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  1. #1
    Kyle M.'s Avatar
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    Mamiya RB67 counter issue

    Hello all I recently purchased a mamiya RB67 Pro S with two backs, one is a Pro S back the other is a Pro SD back. I have encountered one tiny issue and while it's not that big of a deal it would be nice if I could find the problem. The Pro S back works absolutely perfectly, but when using the Pro SD back in portrait orientation the red marker does not move into place after a shot has been fired and I have to flip the little lever on the back to be able to advance the film. It doesn't seem to matter where I set the double exposure switch and it only does it with the back in portrait orientation, all is fine in landscape. Anyone ever seen this before? As I said it's not a big deal but figuring it out would eliminate an extra step.
    Mamiya RB67 Pro-S, Mamiya-Sekor 90mm F=3.8C

    www.flickr.com/photos/shootfilm08

  2. #2

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    Sounds like the back is having issues with the revolving back.... Someone isn't communicating.
    Anyone can make a Digital print, but only a photographer can make a photograph.

  3. #3

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    Had a similar problem using that combination in college. I think it was resolved by servicing the body - somewere it was not properly engaging with the interlocks on the back, may just need a careful clean.

  4. #4

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    How exciting. I just looked at my Pro S and the back didn't release. Only in portrait mode though.

    Anyhow, the problem has a simple cure.
    Remove the back and revolving back adapter from the camera and trip the camera.
    Here's what happens:
    There are two flat pieces that protrude from the top corners of the body. When the shutter is released, they should pop out
    and immediately return to their rest position. This is so fast it's not really visible unless you have a reference.
    I put my thumb nail next to it and was able to verify the extension/retraction. One side(top right) was a bit slower so
    I put a miniscule drop of Naptha down each side of it. I did both sides since I was there.
    On the revolving back adapter itself there are two pins that are pushed by these fingers. One at each to corner. One looks like a
    screw head, the other is plain. Same thing though, a tiny drop of Naptha on each one.
    That should clear it up. But. there is the chance that the linkage in the back is sticky from old lube too. It's another simple one.
    Remove the cover plate, the one facing the camera and all the linkage is visible. Nothing's going to pop out but don't turn it over.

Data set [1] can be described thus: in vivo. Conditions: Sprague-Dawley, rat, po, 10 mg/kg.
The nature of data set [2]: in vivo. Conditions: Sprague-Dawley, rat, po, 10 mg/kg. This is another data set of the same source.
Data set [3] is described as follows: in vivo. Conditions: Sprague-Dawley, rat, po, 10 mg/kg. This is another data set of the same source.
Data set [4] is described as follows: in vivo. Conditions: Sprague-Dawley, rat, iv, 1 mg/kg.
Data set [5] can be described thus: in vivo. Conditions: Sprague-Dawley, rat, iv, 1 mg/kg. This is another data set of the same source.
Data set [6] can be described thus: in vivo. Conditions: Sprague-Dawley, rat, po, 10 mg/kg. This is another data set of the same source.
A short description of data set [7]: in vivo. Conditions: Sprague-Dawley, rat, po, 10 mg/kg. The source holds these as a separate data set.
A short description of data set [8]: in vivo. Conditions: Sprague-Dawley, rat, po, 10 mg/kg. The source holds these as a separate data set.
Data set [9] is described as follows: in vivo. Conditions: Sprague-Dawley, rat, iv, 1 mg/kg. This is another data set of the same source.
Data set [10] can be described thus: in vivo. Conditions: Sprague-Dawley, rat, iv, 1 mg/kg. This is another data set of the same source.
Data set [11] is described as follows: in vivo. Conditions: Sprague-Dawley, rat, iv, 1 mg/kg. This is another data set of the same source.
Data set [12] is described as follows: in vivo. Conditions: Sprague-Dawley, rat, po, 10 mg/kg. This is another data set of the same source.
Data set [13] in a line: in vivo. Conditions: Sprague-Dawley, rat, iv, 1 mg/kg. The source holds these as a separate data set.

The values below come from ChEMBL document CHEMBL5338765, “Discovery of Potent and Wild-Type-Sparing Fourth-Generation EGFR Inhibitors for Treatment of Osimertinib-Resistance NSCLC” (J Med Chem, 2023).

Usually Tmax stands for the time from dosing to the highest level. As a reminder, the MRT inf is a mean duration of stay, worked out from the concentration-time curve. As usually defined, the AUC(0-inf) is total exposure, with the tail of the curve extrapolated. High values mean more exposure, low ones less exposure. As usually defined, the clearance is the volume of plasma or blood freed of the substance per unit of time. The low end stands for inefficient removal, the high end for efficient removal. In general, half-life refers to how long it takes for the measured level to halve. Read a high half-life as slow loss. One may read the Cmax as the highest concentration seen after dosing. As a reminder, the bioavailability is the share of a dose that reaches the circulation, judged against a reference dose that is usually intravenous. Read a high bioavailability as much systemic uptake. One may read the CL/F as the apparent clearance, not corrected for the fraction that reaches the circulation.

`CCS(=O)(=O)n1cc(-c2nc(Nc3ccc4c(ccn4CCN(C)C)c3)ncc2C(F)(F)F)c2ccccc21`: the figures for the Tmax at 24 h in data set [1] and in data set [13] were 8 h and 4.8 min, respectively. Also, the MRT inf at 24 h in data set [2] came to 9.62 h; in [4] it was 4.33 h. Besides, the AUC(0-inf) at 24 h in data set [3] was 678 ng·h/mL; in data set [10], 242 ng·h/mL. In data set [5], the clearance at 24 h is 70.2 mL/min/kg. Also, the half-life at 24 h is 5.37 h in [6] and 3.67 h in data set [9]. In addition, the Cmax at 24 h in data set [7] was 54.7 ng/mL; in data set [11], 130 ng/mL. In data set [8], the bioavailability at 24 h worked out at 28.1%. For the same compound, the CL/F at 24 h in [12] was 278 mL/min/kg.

As I remember(?) there's at least one lever just set into place Again, a small drop of Naptha on each pivot should clear it.

    clear it up.
    a tiny drop of Naptha to each one
    Heavily sedated for your protection.

  5. #5
    Kyle M.'s Avatar
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    Quote Originally Posted by John Koehrer View Post
    How exciting. I just looked at my Pro S and the back didn't release. Only in portrait mode though.

    Anyhow, the problem has a simple cure.
    Remove the back and revolving back adapter from the camera and trip the camera.
    Here's what happens:
    There are two flat pieces that protrude from the top corners of the body. When the shutter is released, they should pop out
    and immediately return to their rest position. This is so fast it's not really visible unless you have a reference.
    I put my thumb nail next to it and was able to verify the extension/retraction. One side(top right) was a bit slower so
    I put a miniscule drop of Naptha down each side of it. I did both sides since I was there.
    On the revolving back adapter itself there are two pins that are pushed by these fingers. One at each to corner. One looks like a
    screw head, the other is plain. Same thing though, a tiny drop of Naptha on each one.
    That should clear it up. But. there is the chance that the linkage in the back is sticky from old lube too. It's another simple one.
    Remove the cover plate, the one facing the camera and all the linkage is visible. Nothing's going to pop out but don't turn it over.
    As I remember(?) there's at least one lever just set into place Again, a small drop of Naptha on each pivot should clear it.

    clear it up.
    a tiny drop of Naptha to each one
    Yep worked for me too, I was originally thinking that maybe my homemade light seals were too thick.

  6. #6

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    Hold on there boyz. One of those pins moves via the fire button action n is normally slow. The other bad news... All that linkage runs dry so you aren't cleaning anything there.

    Most problems are the pins of the revolving back. Either bent or dirty as a result of laying the camera on the rev back.

    Best bet is to push the pins manually n inspect em for damage. Then a very tiny drop of WD40 is all it would need to lube it.
    Anyone can make a Digital print, but only a photographer can make a photograph.



 

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